Early career scientist earns $450,000 cancer grant

By Staff

HesselberthJay R. Hesselberth, assistant professor in the School of Medicine, is one of five scientists with novel approaches to fighting cancer who are 2012 recipients of the Damon Runyon-Rachleff Innovation Award. The grant of $450,000 over three years is awarded each year to early career scientists whose projects have the potential to significantly impact the prevention, diagnosis and treatment of cancer.

Most early detection strategies for cancer focus on identifying protein biomarkers or “molecular signatures” of disease. However, discovery of new biomarkers has lagged, due in large part to the inability to efficiently sift through complex cellular protein mixtures. As a result, the number of new FDA-approved biomarker tests has declined over the last decade, and the current rate of biomarker validation is only one per year.

Large proteins typically are cleaved into smaller units called peptides for identification and analysis. The current technology for peptide identification is very slow and lacks the sensitivity and specificity required to quantify proteins in complex samples. Hesselberth proposes that a massive acceleration in the rate of peptide sequencing would significantly affect biomarker research. To accomplish this, he seeks to develop a highly parallel peptide sequencing platform with single molecule resolution that is orders of magnitude faster than existing technology. This new approach would transform the capability to identify protein and peptide biomarkers for use in the early detection of cancer.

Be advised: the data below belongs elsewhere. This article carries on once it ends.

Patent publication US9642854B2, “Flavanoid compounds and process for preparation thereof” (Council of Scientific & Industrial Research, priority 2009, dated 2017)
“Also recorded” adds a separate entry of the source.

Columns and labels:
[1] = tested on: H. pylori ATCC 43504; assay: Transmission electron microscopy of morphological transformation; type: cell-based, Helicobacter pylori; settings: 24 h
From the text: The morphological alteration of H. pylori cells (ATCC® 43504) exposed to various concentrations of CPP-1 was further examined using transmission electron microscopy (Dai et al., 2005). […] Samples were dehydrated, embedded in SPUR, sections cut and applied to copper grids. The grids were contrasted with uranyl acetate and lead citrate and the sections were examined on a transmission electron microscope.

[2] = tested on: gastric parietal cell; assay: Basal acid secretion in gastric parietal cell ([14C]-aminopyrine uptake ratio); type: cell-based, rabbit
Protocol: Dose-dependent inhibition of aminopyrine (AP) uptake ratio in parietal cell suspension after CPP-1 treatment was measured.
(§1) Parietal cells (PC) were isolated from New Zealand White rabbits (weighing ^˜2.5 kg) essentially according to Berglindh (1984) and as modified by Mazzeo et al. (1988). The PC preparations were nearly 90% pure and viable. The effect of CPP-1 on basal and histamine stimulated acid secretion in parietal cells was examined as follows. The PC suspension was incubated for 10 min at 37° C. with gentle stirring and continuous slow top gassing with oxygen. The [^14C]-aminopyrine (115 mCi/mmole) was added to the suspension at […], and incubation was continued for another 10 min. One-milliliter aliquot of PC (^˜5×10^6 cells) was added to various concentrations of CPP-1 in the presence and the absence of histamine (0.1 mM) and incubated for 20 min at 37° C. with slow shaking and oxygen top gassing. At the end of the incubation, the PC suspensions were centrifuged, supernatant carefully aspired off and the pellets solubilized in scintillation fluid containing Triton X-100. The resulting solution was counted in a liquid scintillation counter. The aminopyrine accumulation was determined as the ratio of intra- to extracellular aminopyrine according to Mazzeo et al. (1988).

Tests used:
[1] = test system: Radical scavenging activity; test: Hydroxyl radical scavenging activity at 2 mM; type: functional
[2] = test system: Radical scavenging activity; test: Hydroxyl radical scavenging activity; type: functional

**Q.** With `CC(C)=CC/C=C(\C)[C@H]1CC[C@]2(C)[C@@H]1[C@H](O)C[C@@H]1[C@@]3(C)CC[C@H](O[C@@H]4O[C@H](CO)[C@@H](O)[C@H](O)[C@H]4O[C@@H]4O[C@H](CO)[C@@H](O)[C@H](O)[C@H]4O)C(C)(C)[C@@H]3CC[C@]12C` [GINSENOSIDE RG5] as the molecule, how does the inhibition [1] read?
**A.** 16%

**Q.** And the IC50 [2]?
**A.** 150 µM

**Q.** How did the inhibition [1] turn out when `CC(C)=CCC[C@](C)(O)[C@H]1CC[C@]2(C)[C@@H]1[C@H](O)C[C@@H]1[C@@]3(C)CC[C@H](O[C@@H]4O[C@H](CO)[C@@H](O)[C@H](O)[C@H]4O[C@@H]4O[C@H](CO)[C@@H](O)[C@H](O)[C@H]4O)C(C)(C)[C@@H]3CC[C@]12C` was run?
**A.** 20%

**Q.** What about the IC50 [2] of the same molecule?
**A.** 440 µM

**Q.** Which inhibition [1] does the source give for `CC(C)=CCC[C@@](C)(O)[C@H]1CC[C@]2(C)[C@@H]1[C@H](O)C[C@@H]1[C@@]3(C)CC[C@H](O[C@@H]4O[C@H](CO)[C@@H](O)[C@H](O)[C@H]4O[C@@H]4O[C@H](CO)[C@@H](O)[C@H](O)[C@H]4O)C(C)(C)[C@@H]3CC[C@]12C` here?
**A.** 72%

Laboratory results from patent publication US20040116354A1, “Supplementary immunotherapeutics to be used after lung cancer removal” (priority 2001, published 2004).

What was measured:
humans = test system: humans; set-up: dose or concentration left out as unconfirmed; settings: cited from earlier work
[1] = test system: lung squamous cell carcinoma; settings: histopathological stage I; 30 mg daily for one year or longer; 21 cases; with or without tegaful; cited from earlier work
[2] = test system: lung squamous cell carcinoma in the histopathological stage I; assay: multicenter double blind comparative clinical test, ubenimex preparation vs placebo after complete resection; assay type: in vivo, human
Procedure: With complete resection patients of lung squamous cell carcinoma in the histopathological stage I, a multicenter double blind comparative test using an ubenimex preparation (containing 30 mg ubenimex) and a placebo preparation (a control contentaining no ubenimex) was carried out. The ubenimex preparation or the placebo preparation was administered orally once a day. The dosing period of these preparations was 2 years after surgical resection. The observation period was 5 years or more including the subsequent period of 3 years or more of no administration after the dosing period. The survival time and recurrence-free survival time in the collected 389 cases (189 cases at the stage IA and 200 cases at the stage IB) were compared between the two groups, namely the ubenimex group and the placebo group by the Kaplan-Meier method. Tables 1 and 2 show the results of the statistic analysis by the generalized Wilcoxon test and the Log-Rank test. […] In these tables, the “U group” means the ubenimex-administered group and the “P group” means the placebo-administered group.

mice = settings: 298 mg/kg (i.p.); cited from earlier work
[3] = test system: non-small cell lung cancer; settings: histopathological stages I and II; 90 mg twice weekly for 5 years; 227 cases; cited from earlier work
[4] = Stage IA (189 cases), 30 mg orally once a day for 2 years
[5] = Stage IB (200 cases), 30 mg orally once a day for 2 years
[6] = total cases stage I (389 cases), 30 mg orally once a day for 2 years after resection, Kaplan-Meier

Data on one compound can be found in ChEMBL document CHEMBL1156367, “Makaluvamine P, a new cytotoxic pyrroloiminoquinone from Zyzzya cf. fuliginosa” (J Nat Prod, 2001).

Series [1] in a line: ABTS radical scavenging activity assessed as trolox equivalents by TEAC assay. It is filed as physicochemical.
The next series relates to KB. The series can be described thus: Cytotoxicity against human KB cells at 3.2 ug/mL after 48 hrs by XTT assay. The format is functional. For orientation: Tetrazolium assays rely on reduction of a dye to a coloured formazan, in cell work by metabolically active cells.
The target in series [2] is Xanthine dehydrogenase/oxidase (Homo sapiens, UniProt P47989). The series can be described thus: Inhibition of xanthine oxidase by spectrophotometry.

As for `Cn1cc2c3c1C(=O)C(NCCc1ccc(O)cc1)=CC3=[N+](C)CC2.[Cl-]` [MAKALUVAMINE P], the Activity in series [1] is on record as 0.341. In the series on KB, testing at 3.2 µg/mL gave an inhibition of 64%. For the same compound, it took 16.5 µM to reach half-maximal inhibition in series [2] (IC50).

The Damon Runyon-Rachleff Innovation Award funds cancer research by exceptionally creative thinkers with “high risk/high reward” ideas, but who lack sufficient preliminary data to obtain traditional funding. The awardees are selected through a highly competitive and rigorous process by a scientific committee composed of leading cancer researchers who are innovators themselves. At the final stage of selection, candidates are screened by an in-person interview with committee members. Only those scientists with a strong vision and passion for curing cancer are selected to receive the prestigious award.